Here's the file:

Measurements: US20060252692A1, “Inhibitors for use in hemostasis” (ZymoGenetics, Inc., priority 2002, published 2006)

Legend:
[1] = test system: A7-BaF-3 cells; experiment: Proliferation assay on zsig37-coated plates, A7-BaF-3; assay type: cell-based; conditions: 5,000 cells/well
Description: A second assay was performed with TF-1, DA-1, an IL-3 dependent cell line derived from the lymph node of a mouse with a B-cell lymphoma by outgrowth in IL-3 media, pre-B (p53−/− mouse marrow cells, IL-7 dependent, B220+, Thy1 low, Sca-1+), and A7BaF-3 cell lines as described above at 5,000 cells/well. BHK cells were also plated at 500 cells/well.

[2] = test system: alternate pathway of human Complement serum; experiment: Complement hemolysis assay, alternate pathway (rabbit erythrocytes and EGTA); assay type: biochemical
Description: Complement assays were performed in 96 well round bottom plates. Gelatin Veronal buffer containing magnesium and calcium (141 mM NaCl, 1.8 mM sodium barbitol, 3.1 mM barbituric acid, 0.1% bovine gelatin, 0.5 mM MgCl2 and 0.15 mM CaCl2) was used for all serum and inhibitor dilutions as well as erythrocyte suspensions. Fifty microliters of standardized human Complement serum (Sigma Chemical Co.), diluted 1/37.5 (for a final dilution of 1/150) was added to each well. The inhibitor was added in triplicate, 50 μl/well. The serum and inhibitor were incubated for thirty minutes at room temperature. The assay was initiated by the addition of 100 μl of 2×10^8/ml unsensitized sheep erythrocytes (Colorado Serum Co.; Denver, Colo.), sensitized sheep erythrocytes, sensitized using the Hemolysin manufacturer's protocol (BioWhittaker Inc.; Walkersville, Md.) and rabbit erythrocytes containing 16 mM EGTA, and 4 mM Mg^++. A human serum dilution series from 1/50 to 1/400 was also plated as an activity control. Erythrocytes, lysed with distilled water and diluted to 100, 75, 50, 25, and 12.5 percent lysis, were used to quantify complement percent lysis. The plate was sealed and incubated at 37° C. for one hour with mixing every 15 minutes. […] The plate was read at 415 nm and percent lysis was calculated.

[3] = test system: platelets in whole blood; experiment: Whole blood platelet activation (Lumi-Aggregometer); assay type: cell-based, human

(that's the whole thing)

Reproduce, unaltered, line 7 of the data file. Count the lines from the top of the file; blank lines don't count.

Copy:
[3] = test system: platelets in whole blood; experiment: Whole blood platelet activation (Lumi-Aggregometer); assay type: cell-based, human